Chlong Reoun (Sarin’s Mother)

Posted on May 4, 2017

Chlong Reoun will be celebrating her 84th birthday this year!

Sarin and his mother, Reoun

Chlong Reuon married her husband, Chea Reth sometime in the 1960s and the couple  had nine children. The family lived in the countryside and worked as rice farmers, fished and sold vegetables in the market.  Although Sarin’s mother never went to school, she had skills in budgeting and managing money for the family. Reth was educated and served as a  soldier in the Non Lol government party until the Khmer Rouge  regime.

The hardships the family endured during this time are hard to imagine. When asked to recall some happy times with his mother when he was young, Sarin replied there were “None because of the war. There were just bombs and screaming and separation from family.’’ Sadly, Sarin’s father and 3 of his siblings were killed in the war.

In 1981 the remaining family members escaped to the Pre Chin Bori refugee camp in Thailand. Sarin was 6 years old at the time. Here they stayed at a pagoda. At age 9, Sarin was one of 160 boys at the refugee camp, to be selected and moved to an orphanage established by a Japanese NGO. It was there that he received an education and learned English. During that time, he saw his family every week and although it was hard to be separated, his mother knew that he was getting the food, education and opportunities that she could not provide.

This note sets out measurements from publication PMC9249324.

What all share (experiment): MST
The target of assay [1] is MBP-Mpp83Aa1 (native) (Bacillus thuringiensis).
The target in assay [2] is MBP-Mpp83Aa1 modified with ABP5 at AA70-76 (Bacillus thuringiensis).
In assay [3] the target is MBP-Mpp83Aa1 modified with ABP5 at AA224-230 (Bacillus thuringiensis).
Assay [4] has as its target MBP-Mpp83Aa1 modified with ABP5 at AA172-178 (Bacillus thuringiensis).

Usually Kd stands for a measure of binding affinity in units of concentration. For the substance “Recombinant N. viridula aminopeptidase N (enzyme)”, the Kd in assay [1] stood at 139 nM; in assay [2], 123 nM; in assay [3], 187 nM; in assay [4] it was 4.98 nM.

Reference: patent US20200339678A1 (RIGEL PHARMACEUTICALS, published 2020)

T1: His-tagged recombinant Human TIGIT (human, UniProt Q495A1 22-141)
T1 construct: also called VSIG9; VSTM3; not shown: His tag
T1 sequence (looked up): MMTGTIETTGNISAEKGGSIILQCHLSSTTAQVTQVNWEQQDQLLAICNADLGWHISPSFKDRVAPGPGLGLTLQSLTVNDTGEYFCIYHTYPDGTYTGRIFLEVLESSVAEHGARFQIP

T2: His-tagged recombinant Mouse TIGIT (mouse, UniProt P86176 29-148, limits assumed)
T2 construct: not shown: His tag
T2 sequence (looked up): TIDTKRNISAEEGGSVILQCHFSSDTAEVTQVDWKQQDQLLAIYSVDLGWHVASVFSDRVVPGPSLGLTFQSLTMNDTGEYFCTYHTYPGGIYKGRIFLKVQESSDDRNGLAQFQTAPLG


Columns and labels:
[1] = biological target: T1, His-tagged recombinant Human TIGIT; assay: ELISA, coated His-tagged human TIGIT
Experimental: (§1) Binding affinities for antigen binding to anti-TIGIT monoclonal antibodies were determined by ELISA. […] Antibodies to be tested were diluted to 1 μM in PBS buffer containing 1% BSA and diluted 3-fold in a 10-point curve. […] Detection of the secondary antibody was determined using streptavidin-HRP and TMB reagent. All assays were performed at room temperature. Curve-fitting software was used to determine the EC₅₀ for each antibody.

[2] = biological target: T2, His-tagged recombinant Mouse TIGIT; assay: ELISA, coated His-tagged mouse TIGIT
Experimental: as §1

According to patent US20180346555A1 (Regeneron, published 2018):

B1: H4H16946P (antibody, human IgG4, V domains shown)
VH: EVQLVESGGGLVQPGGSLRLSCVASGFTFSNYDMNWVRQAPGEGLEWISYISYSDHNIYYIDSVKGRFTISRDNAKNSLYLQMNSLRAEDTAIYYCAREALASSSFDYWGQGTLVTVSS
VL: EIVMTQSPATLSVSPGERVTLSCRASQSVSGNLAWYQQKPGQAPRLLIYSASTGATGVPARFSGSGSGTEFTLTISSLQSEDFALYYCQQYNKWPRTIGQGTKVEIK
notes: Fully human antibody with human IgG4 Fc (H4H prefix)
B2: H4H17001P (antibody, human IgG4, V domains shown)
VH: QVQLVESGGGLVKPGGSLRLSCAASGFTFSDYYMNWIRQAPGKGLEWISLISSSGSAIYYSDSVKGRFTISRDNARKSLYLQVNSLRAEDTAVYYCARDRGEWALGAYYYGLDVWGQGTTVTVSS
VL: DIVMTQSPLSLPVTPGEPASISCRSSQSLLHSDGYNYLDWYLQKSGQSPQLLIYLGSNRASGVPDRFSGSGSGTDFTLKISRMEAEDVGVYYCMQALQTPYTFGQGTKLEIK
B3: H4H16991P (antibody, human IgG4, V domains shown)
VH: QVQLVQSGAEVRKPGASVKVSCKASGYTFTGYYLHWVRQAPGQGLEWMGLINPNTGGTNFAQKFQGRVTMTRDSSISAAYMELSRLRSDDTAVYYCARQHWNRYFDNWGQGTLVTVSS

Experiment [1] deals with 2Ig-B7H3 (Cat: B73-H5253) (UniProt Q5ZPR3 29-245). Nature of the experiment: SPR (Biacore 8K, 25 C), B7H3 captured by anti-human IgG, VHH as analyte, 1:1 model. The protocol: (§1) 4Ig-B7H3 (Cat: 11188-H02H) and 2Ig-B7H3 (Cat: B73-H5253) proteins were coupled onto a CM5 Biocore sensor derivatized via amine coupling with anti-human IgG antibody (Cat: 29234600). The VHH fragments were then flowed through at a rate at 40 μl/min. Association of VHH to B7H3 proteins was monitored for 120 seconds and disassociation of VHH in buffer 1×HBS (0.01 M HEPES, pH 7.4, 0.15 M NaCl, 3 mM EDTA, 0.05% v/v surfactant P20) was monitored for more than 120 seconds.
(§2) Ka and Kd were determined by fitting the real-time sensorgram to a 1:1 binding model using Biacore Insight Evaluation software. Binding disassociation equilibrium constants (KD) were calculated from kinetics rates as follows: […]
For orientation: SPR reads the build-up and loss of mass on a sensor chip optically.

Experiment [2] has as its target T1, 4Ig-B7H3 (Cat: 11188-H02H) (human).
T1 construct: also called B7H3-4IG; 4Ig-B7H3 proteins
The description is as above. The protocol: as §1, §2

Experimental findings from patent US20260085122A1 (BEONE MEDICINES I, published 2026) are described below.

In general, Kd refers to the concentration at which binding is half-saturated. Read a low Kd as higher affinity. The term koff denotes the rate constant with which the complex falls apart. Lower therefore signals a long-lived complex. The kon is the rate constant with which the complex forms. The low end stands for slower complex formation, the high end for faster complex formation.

Reoun chose not to remarry, because in the Cambodian culture, second husbands often do not take good care of children from a previous marriage. Instead, she focused on raising her children alone to ensure they would not be abused or neglected.

Later, she became a Buddhist nun, living in the monastery, cleaning and cooking for the monks and learning about Buddha. This quiet life allows her to refresh her spirit, try to forget past hard times and focus on heaven. Now that she is getting older, she spends much of her time at her daughter’s house, but continues to support the monks, buying food and books for them.

Roeun with Sarin and his family and Danny

Reoun is very proud of Sarin, her only son, and all that he has accomplished. In Cambodia, one’s station in life is often linked to social connections and the wealth of the family. Because they had neither, she never expected that he would be so successful on his own and be an integral part of a school that would improve an entire community and change the futures of poor village children. Reoun is happy to see him married with two beautiful daughters. She is proud of all her grandchildren and pushes them to continue their education and contribute to the community.

The best advice his mother gave him, says Sarin, is to help your siblings and do good things for society.

Join us in wishing Reoun a Happy Mother’s Day!

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